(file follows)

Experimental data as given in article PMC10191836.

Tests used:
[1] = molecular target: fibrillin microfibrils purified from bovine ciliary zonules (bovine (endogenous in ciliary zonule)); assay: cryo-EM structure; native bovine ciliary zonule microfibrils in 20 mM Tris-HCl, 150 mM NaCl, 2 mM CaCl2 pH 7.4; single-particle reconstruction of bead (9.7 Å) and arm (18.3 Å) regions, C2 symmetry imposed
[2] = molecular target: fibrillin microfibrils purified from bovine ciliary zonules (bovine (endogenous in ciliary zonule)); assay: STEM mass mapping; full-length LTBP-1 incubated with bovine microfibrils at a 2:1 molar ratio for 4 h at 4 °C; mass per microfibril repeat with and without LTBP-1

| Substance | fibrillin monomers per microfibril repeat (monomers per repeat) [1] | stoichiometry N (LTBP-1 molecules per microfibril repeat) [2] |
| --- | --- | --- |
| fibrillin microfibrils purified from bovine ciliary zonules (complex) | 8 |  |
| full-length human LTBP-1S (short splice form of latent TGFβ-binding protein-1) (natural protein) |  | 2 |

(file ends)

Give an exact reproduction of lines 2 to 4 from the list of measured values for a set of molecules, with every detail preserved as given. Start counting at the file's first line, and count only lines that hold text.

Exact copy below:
Tests used:
[1] = molecular target: fibrillin microfibrils purified from bovine ciliary zonules (bovine (endogenous in ciliary zonule)); assay: cryo-EM structure; native bovine ciliary zonule microfibrils in 20 mM Tris-HCl, 150 mM NaCl, 2 mM CaCl2 pH 7.4; single-particle reconstruction of bead (9.7 Å) and arm (18.3 Å) regions, C2 symmetry imposed
[2] = molecular target: fibrillin microfibrils purified from bovine ciliary zonules (bovine (endogenous in ciliary zonule)); assay: STEM mass mapping; full-length LTBP-1 incubated with bovine microfibrils at a 2:1 molar ratio for 4 h at 4 °C; mass per microfibril repeat with and without LTBP-1